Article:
Type locality: Mexico.
Distribution: Central Mexico.
This species was collected in Mexico and sent to Europe by Karwinsky about 1840. Only three specimens were sent in the first shipment, one of which sold for $200. As a medium-sized plant weighs less than half an ounce, this price was somewhat in excess of its weight in gold! This plant was named for Prince Kotschoubey who was a prominent patron of horticulture. He paid a thousand francs for one of these plants.
We have not seen Lemaire's original reference to Anhalonium kotschoubeyanum, but in all his subsequent references the name is spelled as given here. Schumann, however, spells the name as follows: Ariocarpus kotschubeyanus.
Stromatocactus kotschoubeyi Karwinsky and Anhalonium fissipedum Monville were given by Lemaire (Illustr. Hort. 16: Misc. 72. 1869) as synonyms of A. kotschoubeyanum and by Rümpler (Förster, Handb. Cact. ed. 2. 232. 1885) as synonyms of A. sulcatum. Ariocarpus mcdowel-lii (Haage and Schmidt, Cat. 225. 1908), unpublished, belongs here. Dr. Rose obtained living specimens from McDowell in 1906.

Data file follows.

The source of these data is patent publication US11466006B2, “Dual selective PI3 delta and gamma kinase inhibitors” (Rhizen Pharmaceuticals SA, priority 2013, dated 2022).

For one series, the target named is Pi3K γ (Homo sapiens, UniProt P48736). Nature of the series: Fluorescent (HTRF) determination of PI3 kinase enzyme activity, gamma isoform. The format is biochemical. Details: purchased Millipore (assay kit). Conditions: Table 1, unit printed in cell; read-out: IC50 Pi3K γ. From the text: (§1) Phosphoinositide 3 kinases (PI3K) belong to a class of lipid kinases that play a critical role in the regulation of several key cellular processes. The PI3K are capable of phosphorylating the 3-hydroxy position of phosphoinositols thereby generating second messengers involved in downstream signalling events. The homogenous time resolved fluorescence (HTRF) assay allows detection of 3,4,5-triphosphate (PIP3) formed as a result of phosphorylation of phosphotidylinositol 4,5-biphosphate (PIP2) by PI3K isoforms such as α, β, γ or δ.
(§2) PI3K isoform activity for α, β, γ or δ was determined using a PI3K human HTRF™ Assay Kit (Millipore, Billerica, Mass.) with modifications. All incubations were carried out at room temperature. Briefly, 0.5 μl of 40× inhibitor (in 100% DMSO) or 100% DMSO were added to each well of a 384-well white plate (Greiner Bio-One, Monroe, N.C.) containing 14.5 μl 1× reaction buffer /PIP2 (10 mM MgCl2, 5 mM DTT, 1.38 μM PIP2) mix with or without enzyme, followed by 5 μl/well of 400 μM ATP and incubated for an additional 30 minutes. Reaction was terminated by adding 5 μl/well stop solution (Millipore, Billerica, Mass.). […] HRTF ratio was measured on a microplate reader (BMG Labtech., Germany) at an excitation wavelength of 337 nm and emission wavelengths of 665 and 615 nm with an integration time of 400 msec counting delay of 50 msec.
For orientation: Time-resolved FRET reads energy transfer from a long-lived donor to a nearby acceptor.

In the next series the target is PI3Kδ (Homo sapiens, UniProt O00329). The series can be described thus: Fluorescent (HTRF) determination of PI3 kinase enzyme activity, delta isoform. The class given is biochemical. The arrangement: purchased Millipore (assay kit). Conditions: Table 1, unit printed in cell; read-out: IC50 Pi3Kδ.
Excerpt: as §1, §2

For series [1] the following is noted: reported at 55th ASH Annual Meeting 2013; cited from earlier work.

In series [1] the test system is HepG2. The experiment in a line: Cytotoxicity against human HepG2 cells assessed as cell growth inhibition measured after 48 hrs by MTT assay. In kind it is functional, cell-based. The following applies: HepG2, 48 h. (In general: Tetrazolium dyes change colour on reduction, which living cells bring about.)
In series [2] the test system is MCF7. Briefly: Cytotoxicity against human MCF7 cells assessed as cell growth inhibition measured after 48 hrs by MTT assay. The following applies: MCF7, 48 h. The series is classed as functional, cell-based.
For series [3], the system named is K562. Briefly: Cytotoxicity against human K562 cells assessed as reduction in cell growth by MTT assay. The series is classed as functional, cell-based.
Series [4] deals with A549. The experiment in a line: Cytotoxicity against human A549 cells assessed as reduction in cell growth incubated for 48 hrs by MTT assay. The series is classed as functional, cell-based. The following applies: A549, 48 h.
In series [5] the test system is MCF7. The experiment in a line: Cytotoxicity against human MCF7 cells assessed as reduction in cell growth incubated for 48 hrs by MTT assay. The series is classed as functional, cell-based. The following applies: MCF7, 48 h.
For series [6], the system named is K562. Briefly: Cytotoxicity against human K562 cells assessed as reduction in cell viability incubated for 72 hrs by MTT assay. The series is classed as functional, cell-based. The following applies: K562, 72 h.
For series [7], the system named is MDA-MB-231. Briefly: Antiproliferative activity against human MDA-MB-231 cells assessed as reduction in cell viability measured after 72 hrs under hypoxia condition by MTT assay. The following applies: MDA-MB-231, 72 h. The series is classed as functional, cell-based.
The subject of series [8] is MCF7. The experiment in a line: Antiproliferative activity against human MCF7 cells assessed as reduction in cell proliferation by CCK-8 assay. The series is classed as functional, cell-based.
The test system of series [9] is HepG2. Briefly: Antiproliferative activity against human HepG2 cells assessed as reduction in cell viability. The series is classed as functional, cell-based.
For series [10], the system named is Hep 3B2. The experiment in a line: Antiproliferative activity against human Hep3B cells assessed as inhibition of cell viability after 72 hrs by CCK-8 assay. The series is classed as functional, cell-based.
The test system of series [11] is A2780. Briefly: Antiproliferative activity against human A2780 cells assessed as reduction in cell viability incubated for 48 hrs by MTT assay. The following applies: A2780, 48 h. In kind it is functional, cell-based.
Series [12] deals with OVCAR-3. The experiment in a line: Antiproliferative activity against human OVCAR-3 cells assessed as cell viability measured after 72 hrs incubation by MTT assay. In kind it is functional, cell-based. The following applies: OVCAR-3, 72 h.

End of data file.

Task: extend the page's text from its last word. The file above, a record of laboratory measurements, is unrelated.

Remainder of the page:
Cactus kotschoubeyi Karwinsky (Hort. Univ. 6: 63. 1845) was recorded by Lemaire while the Index Kew- Fig 96.-A"ocarpus ^tsdioub^us. ensis refers the name to Otto Kuntze (Rev. Gen. Pl. 1: 206. 1891), where the transfer is technically made.
The plant, as Mammillaria sulcata, is described in the Gardeners' Chronicle (III. 30: 255. 1901) but no author is given and the article is unsigned. The name also occurs in the Index Kewensis (3: 160. 1894), credited to Salm-Dyck (Cact. Hort. Dyck. 1849. 78. 1850), but he never used this combination. The reference of Salm-Dyck which is cited is to Anhalonium sulcatum.